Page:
• I might apply the speaker’s ideas in this way…
  • I would like to watch this talk again with… [spouse/boss/team/others] because…

Choose your own favorite talk, or consider using one of the following:

Holding each other accountable in forum

In forum we withhold judgment, but that doesn’t mean that we can’t hold each other accountable.  In fact, one of the most powerful uses of forum is for me to hold myself accountable to a certain goal, commitment or deadline; with the other members of the forum serving as my witnesses.

If your forum wants to focus more on personal accountability, consider these possibilities:

  • Any member can voluntarily ask to be held accountable to report back to the forum at a specific future date on their progress/action related to a specific goal.
  • The forum can designate one member to serve as the accountability/commitment “secretary” who will ask about any pending items, either at the beginning of the meeting or during updates.
  • This SMART goals template can be used by any member to ensure that any goals they set are S.M.A.R.T. – specific, measurable, attainable, relevant and time-framed.

Possible conflicts: Can I be in forum with this person?

Your forum is considering adding a new member, and one current member is concerned about a potential candidate, saying some variation of:

  • We have close mutual friends.
  • Our spouses are close friends.
  • The CFO of my company is a good friend of this person.
  • This potential forum mate had a close, longstanding relationship with one of my co-founders and their spouse.
  • We were in the same MBA class, executive education program, or section at business school.

In situations like this, it’s important to be fully transparent about any potential conflicts of interest.  The key question: Can I be open and honest about all aspects of my life with this possible new member?

Additional clarifying questions:  What is the exact nature of the relationship?  How close is it in practice?  Is there regular contact/communication? (Sometimes people say they are “close” but rarely see each other.)

Keep in mind that in YPO, members and their spouses are usually each in a forum, are friendly with many other members and spouses, and see each other regularly at monthly chapter meetings.  There are many close relations, but forum confidentiality is still fully respected.  Everyone keeps in mind the clear boundaries between what is said in forum and what is shared in other settings to avoid violating forum confidentiality.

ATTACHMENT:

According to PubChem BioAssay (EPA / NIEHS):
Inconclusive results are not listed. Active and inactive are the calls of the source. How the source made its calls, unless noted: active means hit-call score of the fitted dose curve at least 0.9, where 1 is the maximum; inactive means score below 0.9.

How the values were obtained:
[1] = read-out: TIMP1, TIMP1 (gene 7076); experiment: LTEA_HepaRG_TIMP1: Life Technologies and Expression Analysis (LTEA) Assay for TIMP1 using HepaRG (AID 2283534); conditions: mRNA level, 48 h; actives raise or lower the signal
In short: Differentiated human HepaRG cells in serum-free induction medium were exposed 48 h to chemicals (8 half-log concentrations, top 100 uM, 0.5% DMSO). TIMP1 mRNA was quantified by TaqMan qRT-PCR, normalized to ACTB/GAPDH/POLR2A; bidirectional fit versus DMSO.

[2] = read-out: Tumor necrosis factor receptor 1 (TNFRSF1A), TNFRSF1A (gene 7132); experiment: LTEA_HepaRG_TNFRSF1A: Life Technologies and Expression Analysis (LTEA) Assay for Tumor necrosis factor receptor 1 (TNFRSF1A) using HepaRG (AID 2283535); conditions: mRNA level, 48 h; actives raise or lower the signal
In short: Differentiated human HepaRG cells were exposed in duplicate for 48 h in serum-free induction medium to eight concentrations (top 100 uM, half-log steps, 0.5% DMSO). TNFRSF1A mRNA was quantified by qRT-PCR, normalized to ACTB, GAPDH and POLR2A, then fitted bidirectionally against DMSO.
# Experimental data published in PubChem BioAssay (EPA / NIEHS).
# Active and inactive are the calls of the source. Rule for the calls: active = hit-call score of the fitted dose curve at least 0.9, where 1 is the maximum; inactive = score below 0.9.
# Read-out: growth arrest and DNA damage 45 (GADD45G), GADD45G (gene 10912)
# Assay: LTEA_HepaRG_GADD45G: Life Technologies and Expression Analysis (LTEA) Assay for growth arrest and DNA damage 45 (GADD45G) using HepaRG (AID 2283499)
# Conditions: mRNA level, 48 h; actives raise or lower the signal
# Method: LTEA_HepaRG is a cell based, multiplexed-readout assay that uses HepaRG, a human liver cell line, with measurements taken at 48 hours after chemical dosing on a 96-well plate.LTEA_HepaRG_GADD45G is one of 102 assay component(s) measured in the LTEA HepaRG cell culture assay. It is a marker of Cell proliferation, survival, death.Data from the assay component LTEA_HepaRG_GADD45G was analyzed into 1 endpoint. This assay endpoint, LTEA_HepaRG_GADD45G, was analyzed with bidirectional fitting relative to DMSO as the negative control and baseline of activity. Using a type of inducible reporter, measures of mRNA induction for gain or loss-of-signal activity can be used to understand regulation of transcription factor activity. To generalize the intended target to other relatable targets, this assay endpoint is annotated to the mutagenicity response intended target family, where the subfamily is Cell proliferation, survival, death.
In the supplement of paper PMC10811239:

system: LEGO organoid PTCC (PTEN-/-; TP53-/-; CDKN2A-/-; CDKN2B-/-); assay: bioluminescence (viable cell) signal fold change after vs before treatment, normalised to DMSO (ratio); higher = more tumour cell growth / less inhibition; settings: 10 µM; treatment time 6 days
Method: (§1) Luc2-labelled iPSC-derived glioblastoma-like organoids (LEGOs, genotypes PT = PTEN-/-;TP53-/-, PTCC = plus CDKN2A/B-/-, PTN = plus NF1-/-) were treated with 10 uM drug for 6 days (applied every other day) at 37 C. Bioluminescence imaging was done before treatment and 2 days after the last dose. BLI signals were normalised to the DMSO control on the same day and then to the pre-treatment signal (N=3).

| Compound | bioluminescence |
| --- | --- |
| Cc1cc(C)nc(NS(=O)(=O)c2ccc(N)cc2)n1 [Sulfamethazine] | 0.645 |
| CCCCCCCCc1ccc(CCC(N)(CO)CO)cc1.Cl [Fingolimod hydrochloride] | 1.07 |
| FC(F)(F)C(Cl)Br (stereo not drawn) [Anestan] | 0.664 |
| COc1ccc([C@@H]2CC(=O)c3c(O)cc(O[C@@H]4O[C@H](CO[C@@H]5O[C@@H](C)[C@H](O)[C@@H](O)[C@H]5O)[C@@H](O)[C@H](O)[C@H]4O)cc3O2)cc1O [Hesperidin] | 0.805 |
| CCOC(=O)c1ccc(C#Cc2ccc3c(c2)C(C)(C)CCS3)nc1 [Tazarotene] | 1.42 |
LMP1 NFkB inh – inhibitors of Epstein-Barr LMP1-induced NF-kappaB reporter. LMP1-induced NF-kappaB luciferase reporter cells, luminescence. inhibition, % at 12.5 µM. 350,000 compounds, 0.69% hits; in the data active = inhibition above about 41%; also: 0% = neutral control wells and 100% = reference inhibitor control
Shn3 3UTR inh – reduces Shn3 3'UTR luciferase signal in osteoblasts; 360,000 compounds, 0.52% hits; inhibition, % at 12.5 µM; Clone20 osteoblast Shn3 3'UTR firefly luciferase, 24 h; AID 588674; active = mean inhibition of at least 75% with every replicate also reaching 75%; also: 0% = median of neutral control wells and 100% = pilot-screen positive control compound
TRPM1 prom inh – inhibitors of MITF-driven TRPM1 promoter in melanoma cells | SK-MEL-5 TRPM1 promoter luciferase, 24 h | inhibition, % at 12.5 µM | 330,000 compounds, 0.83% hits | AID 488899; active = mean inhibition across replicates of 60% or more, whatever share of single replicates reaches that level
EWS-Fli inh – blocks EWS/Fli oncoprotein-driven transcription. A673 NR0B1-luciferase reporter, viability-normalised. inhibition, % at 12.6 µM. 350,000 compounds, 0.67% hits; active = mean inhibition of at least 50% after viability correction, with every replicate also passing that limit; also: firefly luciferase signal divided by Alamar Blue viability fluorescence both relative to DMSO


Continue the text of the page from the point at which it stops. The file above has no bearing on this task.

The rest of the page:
In summary, there is no simple answer – neither an automatic rejection, nor a blind acceptance of the new member.  The nuances of each case must be carefully considered.

It’s the hard days who determine who you are

Sheryl Sandberg, the Chief Operating Officer of FaceBook, and author of the bestselling book Lean In, was invited to speak at the University of California commencement in 2016.  She chose to talk not of what she has learned in life, but of what she has learned in death.

She related the tragic story of how, a year before her husband Dave, age 47, had died suddenly of a previously unknown cardiac issue. She shared the challenge of deep adversity, and “of what you can do to overcome adversity, no matter what form it takes or when it hits you.”  Sheryl went on to say:

A few weeks after Dave died, I was talking to my friend Phil about a father-son activity that Dave was not here to do. We came up with a plan to fill in for Dave. I cried to him, “But I want Dave.” Phil put his arm around me and said, “Option A is not available. So let’s just kick the shit out of option B.”

Sheryl concluded: “We all at some point live some form of option B. The question is: What do we do then?”

I reflect to myself: How have I responded when Option A was no longer available to me:

  • When a professional colleague of mine died too young of cancer and the opportunity to collaborate with him was lost?
  • When I expected to receive a job offer that never came?
  • When a treasured business partnership came to an end?

I am inspired by Sheryl who said:

Dave’s death changed me in profound ways. I learned about the depths of sadness and the brutality of loss. But I also learned that when life sucks you under, you can kick against the bottom, break the surface, and breathe again. I learned that in the face of the void — or in the face of any challenge — you can choose joy and meaning.

As a forum, consider reading Sheryl’s book on this topic, Option B: Facing Adversity, Building Resilience, and Finding Joy, or this shorter version published in the Boston Globe.

Then discuss as a forum:

  • What have been some of life’s toughest challenges for me?
  • How did I deal with them?  What role, if any, did gratitude play?
  • Almost all of us will face deep adversity at some point in our lives.  How can forum be a sounding board and resource now and in the future?